What's a good way of acquiring this "full control of harmony in every single key"? Aside from theoretical study, is it taking time out to practice harmonising familar hymns and others tunes in a variety of keys by ear? Any other suggestions?

 

Without plugging a publication too far - I do suggest that reading the 4 Improvisation articles in the Organists' Review (one in each copy last year) might answer some of your questions and allay a multitude of fears and concerns you have over this incredibly simple and mis-understood discipline.

 

By the way - I don't ever suggest playing by ear. It hurts after a time.

 

Best wishes,

Nigel

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What's a good way of acquiring this "full control of harmony in every single key"? Aside from theoretical study, is it taking time out to practice harmonising familar hymns and others tunes in a variety of keys by ear?

Since I've never really bothered to follow the advice I was given, my honest reply would have to be "Don't ask me!" - and I'm equally sure that Nigel's advice is worth 100 times anything I might say. However...

 

I'm quite sure that having to playing loads and loads of traditional hymns in sound four-part harmony is the main reason why, speaking generally, organists have historically been so much more adept at keyboard skills than players on any other instrument. So yes, the time spent assimilating hymns (as opposed to dubious arrangements of worship songs) will not be wasted. There aren't too many hymns in the more "distant" keys, but if you practise transposing them facility in these keys will come.

 

I suppose the basic requirement is to become perfectly at home with chords I, IV and V in every key, both major and minor and in root position, first inversion, second inversion and any mix of these positions at will. Once all this is second nature, include other chords, starting with chord II.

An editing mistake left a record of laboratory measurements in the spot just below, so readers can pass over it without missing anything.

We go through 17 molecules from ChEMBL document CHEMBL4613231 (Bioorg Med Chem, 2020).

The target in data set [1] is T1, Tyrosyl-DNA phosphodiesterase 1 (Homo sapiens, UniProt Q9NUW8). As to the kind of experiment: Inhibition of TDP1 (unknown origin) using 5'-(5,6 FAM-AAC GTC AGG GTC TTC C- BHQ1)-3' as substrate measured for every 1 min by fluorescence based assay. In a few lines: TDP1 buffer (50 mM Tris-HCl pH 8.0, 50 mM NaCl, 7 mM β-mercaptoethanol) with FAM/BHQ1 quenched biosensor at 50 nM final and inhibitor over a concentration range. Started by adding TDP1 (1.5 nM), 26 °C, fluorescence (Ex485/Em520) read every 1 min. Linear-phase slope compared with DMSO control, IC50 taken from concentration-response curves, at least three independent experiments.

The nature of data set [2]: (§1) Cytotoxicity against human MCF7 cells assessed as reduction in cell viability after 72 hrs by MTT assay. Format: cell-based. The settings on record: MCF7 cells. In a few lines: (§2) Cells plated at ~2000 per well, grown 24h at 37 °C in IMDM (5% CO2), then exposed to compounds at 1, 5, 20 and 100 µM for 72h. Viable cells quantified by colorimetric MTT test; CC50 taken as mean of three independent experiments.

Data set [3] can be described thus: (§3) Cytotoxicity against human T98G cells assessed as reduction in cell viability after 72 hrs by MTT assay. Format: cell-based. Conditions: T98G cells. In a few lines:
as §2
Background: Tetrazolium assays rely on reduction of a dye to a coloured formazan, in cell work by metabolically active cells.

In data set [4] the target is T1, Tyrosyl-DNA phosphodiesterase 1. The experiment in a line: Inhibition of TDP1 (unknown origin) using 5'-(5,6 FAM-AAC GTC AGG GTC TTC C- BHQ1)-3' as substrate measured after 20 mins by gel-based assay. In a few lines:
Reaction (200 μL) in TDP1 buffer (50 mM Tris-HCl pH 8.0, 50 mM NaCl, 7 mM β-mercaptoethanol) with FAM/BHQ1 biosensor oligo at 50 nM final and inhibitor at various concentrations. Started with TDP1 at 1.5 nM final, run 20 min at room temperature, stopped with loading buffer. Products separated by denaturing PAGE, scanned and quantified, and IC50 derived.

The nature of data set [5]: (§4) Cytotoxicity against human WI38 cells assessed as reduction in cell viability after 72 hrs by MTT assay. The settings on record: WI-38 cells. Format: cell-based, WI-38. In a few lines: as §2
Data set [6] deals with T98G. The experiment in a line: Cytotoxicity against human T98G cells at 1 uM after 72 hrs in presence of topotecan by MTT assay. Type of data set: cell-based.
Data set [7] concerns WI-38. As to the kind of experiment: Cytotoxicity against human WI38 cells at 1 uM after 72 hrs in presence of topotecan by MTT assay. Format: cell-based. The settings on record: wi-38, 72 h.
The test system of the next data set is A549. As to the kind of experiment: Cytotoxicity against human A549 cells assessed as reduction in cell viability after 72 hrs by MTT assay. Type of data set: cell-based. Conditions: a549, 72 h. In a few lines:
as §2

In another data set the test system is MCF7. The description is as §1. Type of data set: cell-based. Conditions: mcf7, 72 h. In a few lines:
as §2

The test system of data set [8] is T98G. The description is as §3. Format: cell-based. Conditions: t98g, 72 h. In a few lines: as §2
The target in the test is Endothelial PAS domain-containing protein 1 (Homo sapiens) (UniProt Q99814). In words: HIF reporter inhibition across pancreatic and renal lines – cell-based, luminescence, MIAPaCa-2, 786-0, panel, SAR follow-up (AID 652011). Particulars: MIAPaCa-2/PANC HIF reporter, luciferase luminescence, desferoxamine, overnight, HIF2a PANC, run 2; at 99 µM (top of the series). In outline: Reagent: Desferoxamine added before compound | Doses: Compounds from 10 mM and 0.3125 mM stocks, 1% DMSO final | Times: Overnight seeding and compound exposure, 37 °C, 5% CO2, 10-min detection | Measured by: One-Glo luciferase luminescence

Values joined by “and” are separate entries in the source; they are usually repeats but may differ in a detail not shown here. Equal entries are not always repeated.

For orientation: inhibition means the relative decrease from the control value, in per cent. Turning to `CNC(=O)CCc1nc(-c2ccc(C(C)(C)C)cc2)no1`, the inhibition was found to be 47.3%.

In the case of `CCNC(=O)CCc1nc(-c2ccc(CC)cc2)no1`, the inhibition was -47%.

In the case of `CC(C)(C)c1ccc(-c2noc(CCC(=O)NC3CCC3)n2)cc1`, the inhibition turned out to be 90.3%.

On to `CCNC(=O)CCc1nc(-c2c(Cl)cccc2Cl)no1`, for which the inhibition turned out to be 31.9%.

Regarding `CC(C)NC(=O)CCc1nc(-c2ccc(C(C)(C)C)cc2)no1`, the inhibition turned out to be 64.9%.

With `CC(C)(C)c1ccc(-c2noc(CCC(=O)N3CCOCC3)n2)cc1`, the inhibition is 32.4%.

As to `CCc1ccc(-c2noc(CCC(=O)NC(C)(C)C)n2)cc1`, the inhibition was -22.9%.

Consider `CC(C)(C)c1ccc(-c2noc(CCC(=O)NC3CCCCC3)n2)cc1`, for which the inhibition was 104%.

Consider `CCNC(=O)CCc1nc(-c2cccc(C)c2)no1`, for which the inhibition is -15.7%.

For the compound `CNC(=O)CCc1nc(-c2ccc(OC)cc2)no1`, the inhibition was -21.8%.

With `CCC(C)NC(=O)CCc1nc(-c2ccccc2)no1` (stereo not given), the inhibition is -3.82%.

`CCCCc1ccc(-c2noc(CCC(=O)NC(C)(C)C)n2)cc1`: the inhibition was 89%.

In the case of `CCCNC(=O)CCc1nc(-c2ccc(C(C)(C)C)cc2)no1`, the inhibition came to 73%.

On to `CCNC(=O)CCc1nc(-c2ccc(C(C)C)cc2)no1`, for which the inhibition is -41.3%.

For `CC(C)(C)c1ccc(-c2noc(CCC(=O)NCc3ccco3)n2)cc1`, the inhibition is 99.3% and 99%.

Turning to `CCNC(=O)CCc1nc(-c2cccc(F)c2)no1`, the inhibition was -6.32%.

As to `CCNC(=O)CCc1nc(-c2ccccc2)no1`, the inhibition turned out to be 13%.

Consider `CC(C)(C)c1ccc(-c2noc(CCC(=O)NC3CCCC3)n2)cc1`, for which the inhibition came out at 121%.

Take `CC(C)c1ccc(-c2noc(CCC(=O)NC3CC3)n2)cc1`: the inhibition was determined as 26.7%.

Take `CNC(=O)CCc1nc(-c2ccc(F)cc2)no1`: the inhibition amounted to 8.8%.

But I'm theorising. I really should go and follow my own advice. I might then one day end up being able to improvise!

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Guest Lee Blick
Can anyone offer an explanation as to why the only times I can improvise passably are in the keys of d minor and g minor.. ?!

 

When I improvise, I always seem to gravitate towards D major even if I start off in a distant key. It's annoying.

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Pierre Pincemaille who is one of the today best improviser expresses his opinion as follows (clumsy translation from his website www.pierrepincemaille.com): "The Art of the Improvisation lies in a question: how to exploit a theme - either selected, or imposed? This question calls immediately another one: why, to the listening of an improvisation, one is too often condemned to hear at its beginning only one quotation of the theme (even roughly harmonized ); another with the peroration (of an air to say: You see! I have been able to use it! …) ; and between the two: nothing more ? Nothing more… except a laborious verbiage resulting in a deep trouble of the audience of which the author is not even conscious. It is thus necessary to know to develop the theme while taking advantage of all its resources: such melody contour, such rhythmic cell being used as ingredients.

That requires a control of the musical Forms, a very good registration by the knowledge of the resources of the instrument (and the complete exploitation of the various timbres), finally and especially, a very solid experience in musical Writing - Harmony, Contrepoint and Fugue: any improviser reaches the top of his art when he is able to carry out with the keyboard an as well organized work as that he could have written on paper. Still it is necessary for him to be able to write it…"

 

Indeed. There are also a number of excellent recordings on CD which are commerciallly available - and which give a good idea of Pincemaille's superb skill and inspiration in this field. He can even sound like Cochereau, if he wishes....

 

I would further recommend obtaining a copy of the CD recorded at Nôtre-Dame by the late Yves Devernay (1937 - 1990) - very much in the Solstice/Cochereau mould; it contains a mixture of entrées, offertoires, communions, sorties and other 'incidental' service improvisations, all of which were recorded during various services at Nôtre-Dame, between 1985-1990, when he died.

 

YVES DEVERNAY (1937 - 1990)

IMPROVISATIONS À NÔTRE-DAME DE PARIS

 

Studio SM D2892